The Notification that Should be Placed Outside Every Karaoke Bar


10) There are no A&R (Artists and Repertoire) men in the audience tonight.  It’s just a bunch of nobodies listening to you, so sing your song and get off the stage.

9) Don’t feel your way through a song.  There’s nothing we hate more than watching some fool “feel” their way through a song.  Feeling your way through a song involves closing your eyes to spiritually feel your way through a song, it involves swaying, dropping your head emphatically when a crescendo hits, rhythmically dropping the mic between verses, and smiling or waving at people in the audience in the manner Crystal Gayle would.  You’re not Crystal Gale, and there are no A&R men from any major record labels in the audience.  Just sing your song and get off the stage.

8) Don’t suck if you sing.  We’re not talking about you marginally talented people that are only on stage for fun.  We’re talking about the inebriated, tone deaf people that attempt to overcompensate for their inability to sing by yelling and screeching their way through lyrics.  You’re not Axl Rose or Kurt Cobain.  There’s nothing to be gained by finding an octave that would cause a dog to bash its head into a wall.

7) Stop grading people when you’re in the audience.  It’s all right to laugh at them.  That’s what they’re there for.  If you’re doing this from a point of superiority, however, you may need to reexamine your life for just a moment.  You may have a mutual respect society built up at this bar, based on the fact that you can do a mean Bohemian Rhapsody, but remember that the people who have that appreciation for your talent will no longer feel that way when the bartender says last call.

6) Karaoke is not an art form.  Most of you who will sing tonight have no artistic abilities.  I don’t care what American Idol and The Voice have done for this novelty, it is not artistic.  Most of you who will sing tonight cannot read music, much less write it.  We’ve all had people compliment us on our karaoke abilities, and we’ve all had that urge to consider it an artistic achievement.  Fight that urge.  Sing your song.  Have fun.  Get off the stage.  We’re all pretending here tonight.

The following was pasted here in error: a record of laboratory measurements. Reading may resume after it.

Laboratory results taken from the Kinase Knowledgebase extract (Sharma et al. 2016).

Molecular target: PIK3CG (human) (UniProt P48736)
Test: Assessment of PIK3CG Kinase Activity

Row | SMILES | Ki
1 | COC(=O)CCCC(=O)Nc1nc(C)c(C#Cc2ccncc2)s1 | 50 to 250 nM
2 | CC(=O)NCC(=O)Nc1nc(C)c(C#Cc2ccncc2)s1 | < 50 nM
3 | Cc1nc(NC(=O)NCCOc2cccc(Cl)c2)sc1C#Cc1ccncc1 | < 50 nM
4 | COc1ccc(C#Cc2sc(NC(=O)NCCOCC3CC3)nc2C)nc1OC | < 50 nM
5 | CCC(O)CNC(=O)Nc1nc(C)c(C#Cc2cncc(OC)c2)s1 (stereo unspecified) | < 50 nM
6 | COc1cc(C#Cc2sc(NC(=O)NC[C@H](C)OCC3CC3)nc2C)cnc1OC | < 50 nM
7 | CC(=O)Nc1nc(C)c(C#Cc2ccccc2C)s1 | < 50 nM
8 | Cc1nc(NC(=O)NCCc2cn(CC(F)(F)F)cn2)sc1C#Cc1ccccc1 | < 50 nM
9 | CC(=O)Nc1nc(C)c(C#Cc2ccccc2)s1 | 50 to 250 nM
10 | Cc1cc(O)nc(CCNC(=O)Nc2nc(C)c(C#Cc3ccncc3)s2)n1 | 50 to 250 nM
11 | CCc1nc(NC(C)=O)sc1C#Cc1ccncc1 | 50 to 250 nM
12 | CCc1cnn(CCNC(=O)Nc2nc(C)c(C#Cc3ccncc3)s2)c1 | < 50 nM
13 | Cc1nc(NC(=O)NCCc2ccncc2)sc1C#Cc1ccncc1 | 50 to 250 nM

5) No matter how much you drink, nobody cares what you think.  You know nothing about the music business, so quit pretending like you know talent when you see it.  You will see some good singers up on stage tonight, and you will see some bad ones.  There is very little discrepancy between the two.  No one cares that you can spot it.

The American Idol and The Voice shows have turned us all into Simon Cowell-style harsh critics.  Fight the urge to think you’re Simon Cowell.  Even Simon Cowell isn’t the Simon Cowell you think he is.  He brings on dupes that are terrible, and he tells you he thinks they’re terrible.  He does this so that you’ll give him credibility.  The golden rule in the bar tonight is: ‘No one cares what you think, no matter how much you’ve had to drink.’  No one cares that you used to hold some obscure job in the music industry, so you know what you’re talking about when it comes to talent.

You know as much about the music business, as I do about football…Even though I’ve watched it and read about it going on forty years.  I’ve listened to critics, experts, former players, former coaches, and former General Managers talk about the game of football in intricate ways, but the more I learn the more I realize I know little to nothing about the game.  Just because you were a sound guy for some local, cover band doesn’t mean you’re any more qualified to spot talent than I am, so quit pretending that your opinions on a karaoke singer are any more relevant than ours.

4) You’re not that much better than “that guy” on stage.  Hundreds of people enter onto our karaoke stage with the notion that they’re not as bad as “that guy” that took the stage before them.  The business of karaoke singing is built on the “at least I’m better than that guy” meme.  We have news for you here, that we’ll tell you for one night only!   It’s something that even your closest friends won’t tell you, you’re not that much better than “that guy”.  We’re not talking about some anonymous guy that reads this bill either.  We’re talking about you, even if we haven’t heard you sing yet.